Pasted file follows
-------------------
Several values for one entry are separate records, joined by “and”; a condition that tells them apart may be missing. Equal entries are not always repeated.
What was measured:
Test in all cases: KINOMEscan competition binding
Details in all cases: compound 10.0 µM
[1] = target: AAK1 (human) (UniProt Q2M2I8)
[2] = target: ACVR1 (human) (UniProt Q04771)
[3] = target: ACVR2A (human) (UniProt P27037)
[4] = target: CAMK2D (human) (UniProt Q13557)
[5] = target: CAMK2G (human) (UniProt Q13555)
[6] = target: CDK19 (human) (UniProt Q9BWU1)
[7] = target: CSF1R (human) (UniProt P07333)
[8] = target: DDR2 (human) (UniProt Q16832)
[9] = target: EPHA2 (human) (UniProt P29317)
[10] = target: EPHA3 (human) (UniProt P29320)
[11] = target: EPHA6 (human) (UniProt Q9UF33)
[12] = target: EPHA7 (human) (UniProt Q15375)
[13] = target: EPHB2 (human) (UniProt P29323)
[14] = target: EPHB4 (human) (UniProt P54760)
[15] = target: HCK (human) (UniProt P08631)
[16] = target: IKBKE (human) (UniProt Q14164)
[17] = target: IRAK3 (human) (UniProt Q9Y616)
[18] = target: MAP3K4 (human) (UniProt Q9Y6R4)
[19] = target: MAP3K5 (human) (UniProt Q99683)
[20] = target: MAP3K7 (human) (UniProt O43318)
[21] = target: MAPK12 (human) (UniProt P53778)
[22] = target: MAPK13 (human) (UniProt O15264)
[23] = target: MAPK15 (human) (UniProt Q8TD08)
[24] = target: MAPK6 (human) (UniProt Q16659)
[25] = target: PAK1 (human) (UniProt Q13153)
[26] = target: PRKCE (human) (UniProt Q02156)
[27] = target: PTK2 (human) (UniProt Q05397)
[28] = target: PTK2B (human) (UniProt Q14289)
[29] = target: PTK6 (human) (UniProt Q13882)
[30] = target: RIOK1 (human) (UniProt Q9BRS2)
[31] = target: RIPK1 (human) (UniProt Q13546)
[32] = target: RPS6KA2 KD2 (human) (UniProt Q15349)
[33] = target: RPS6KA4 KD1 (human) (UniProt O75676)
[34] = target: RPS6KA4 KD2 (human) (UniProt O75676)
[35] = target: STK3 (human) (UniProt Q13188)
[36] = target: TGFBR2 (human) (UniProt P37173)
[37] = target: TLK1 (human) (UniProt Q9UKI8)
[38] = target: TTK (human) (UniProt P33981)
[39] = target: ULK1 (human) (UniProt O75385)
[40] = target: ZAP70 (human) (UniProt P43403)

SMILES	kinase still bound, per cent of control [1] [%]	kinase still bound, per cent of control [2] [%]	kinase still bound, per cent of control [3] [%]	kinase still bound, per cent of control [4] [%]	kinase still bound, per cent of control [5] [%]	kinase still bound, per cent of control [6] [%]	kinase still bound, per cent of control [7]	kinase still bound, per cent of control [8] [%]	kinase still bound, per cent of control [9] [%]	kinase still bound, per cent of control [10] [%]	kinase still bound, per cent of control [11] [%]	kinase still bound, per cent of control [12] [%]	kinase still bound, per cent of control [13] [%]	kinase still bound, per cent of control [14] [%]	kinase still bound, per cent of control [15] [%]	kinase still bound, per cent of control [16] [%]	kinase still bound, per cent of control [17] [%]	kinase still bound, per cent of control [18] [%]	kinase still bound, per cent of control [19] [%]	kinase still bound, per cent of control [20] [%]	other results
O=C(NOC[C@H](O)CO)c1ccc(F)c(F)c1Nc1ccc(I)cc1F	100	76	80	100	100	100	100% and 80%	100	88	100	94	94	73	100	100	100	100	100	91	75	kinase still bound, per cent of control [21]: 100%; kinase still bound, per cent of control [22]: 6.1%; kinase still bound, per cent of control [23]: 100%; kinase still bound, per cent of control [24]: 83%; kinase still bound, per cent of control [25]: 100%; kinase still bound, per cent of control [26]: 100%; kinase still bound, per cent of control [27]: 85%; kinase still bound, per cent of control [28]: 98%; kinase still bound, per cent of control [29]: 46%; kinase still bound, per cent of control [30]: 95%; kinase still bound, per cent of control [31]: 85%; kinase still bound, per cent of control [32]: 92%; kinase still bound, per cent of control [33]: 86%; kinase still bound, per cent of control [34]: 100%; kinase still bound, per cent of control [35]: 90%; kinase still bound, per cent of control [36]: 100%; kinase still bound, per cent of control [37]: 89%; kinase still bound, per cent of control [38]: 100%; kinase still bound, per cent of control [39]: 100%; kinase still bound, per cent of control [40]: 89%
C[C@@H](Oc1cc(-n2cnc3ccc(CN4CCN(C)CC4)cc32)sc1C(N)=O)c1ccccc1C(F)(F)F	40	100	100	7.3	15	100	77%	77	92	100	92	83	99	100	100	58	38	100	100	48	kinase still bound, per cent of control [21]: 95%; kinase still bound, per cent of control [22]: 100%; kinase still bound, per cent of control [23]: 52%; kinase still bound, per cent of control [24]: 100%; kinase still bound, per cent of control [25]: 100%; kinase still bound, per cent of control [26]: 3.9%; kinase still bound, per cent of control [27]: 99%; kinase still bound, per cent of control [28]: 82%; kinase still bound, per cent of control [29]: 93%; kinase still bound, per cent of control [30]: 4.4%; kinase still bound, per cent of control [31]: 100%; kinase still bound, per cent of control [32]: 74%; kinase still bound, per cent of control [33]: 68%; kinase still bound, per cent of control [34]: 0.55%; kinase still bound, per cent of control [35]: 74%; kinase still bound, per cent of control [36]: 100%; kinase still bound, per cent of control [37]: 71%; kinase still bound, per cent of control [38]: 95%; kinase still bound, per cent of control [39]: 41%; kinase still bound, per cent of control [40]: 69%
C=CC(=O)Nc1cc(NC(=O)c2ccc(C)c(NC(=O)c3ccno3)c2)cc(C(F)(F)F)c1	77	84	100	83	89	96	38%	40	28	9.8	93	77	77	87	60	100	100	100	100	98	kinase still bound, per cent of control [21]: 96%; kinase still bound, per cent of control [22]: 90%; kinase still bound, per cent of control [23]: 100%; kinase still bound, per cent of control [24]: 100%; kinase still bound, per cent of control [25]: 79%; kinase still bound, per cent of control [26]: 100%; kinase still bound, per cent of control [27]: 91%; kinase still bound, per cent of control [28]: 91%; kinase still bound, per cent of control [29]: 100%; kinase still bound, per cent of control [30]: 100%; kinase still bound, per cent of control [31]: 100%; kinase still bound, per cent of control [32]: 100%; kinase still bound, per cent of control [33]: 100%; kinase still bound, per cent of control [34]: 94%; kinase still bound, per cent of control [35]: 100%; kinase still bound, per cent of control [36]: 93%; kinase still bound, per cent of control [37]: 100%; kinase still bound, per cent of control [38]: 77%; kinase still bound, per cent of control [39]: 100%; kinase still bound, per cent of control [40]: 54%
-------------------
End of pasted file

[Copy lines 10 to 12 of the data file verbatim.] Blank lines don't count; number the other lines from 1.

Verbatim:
[6] = target: CDK19 (human) (UniProt Q9BWU1)
[7] = target: CSF1R (human) (UniProt P07333)
[8] = target: DDR2 (human) (UniProt Q16832)